One common destination back then was ShadowCrew, a site operated by hacker Albert Gonzalez, who went on to manage one of the most notorious credit card theft rings in history, stealing more than 100 million credit card records from more than 250 companies. Gonzalez was collared by the Secret Service while carding and became an informant for the cops while running ShadowCrew. After they nabbed his friends, they shut the site down.
These days, things have moved from public sites to private ones, operated on the dark web. “The wide availability of these technologies, whether it’s Tor, or I2P, which some say is taking over some Tor, or Freenet, all of these things fall under the term privacy networks these days,” said Jonathan Lampe, product manager at the Infosec Institute.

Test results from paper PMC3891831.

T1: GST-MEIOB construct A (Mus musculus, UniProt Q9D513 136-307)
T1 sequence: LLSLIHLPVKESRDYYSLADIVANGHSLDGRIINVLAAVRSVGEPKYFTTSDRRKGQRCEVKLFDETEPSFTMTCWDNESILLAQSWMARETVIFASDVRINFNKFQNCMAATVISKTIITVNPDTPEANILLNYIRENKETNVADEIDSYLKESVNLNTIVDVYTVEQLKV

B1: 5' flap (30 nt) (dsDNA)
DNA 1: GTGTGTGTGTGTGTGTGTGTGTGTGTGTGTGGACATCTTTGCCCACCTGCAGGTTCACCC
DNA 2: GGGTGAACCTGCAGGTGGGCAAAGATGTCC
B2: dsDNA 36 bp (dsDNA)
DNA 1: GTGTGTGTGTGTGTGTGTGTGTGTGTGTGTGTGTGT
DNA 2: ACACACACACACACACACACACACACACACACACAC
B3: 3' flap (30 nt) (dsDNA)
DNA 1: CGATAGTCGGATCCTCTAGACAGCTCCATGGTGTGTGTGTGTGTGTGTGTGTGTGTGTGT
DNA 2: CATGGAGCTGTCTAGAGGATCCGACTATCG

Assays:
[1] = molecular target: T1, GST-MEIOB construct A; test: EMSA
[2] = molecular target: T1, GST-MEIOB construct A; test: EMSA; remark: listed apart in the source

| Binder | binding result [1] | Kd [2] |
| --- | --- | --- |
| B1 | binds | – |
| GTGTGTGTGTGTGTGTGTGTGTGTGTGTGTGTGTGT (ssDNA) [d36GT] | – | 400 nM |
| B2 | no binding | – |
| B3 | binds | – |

Tor enables people to create secure, anonymous services (the equivalent of a web site), that serve data anonymously, and are accessible anonymously by others, using a network of relays that encase network packet header information to shield the sender’s and receiver’s identities.
One factor that helped was the rise of anonymous digital currencies. These had previously been centralized operations, like Liberty Reserve, “minting” online currencies that cybercriminals could use to pay each other and then exchange for real dollars. Being operated by a single entity, these sites are relatively easy to shut down (Liberty Reserve was shuttered in May 2013, and co-founder Arthur Budovsky pleaded guilty to money laundering charges in January).